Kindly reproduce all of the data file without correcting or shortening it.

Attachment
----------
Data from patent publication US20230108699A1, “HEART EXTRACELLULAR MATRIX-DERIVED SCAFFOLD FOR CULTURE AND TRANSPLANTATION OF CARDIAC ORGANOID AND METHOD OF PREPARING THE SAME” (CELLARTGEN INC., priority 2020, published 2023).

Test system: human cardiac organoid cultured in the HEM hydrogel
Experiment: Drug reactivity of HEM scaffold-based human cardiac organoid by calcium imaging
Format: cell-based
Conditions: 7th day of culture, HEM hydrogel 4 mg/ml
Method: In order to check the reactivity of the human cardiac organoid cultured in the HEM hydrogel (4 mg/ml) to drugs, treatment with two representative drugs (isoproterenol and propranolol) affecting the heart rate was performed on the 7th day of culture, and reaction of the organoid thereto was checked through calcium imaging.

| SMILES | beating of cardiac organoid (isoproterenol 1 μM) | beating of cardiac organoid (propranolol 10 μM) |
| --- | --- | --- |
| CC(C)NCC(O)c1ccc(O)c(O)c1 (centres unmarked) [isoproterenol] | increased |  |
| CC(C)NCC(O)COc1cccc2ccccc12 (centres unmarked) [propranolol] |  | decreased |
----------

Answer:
Data from patent publication US20230108699A1, “HEART EXTRACELLULAR MATRIX-DERIVED SCAFFOLD FOR CULTURE AND TRANSPLANTATION OF CARDIAC ORGANOID AND METHOD OF PREPARING THE SAME” (CELLARTGEN INC., priority 2020, published 2023).

Test system: human cardiac organoid cultured in the HEM hydrogel
Experiment: Drug reactivity of HEM scaffold-based human cardiac organoid by calcium imaging
Format: cell-based
Conditions: 7th day of culture, HEM hydrogel 4 mg/ml
Method: In order to check the reactivity of the human cardiac organoid cultured in the HEM hydrogel (4 mg/ml) to drugs, treatment with two representative drugs (isoproterenol and propranolol) affecting the heart rate was performed on the 7th day of culture, and reaction of the organoid thereto was checked through calcium imaging.

| SMILES | beating of cardiac organoid (isoproterenol 1 μM) | beating of cardiac organoid (propranolol 10 μM) |
| --- | --- | --- |
| CC(C)NCC(O)c1ccc(O)c(O)c1 (centres unmarked) [isoproterenol] | increased |  |
| CC(C)NCC(O)COc1cccc2ccccc12 (centres unmarked) [propranolol] |  | decreased |